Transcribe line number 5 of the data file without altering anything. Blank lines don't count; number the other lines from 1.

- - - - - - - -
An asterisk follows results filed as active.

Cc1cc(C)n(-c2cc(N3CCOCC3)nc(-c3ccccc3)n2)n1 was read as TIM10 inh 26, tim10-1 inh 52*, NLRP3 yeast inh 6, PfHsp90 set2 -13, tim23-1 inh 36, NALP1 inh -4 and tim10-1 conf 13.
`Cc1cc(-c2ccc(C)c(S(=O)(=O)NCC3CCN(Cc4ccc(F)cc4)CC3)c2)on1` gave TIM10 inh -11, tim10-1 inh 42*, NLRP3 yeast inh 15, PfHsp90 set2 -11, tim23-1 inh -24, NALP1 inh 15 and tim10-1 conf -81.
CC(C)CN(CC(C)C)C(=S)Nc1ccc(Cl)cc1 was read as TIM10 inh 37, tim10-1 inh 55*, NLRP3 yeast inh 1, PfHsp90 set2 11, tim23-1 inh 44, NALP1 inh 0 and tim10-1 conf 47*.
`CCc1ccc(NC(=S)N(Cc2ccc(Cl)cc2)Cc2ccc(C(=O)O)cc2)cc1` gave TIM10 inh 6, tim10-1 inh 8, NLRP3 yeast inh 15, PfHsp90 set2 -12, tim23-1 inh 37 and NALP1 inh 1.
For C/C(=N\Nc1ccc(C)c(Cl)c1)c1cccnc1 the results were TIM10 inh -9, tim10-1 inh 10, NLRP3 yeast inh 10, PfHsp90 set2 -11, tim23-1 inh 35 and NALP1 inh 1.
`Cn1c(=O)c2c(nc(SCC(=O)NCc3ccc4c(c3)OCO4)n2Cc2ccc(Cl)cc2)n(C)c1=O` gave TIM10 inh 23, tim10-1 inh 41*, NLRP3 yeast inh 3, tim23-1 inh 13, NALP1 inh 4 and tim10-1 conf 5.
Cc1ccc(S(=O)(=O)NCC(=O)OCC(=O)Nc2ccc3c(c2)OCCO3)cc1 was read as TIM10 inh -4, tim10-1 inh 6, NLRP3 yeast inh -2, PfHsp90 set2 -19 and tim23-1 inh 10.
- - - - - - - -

`CCc1ccc(NC(=S)N(Cc2ccc(Cl)cc2)Cc2ccc(C(=O)O)cc2)cc1` gave TIM10 inh 6, tim10-1 inh 8, NLRP3 yeast inh 15, PfHsp90 set2 -12, tim23-1 inh 37 and NALP1 inh 1.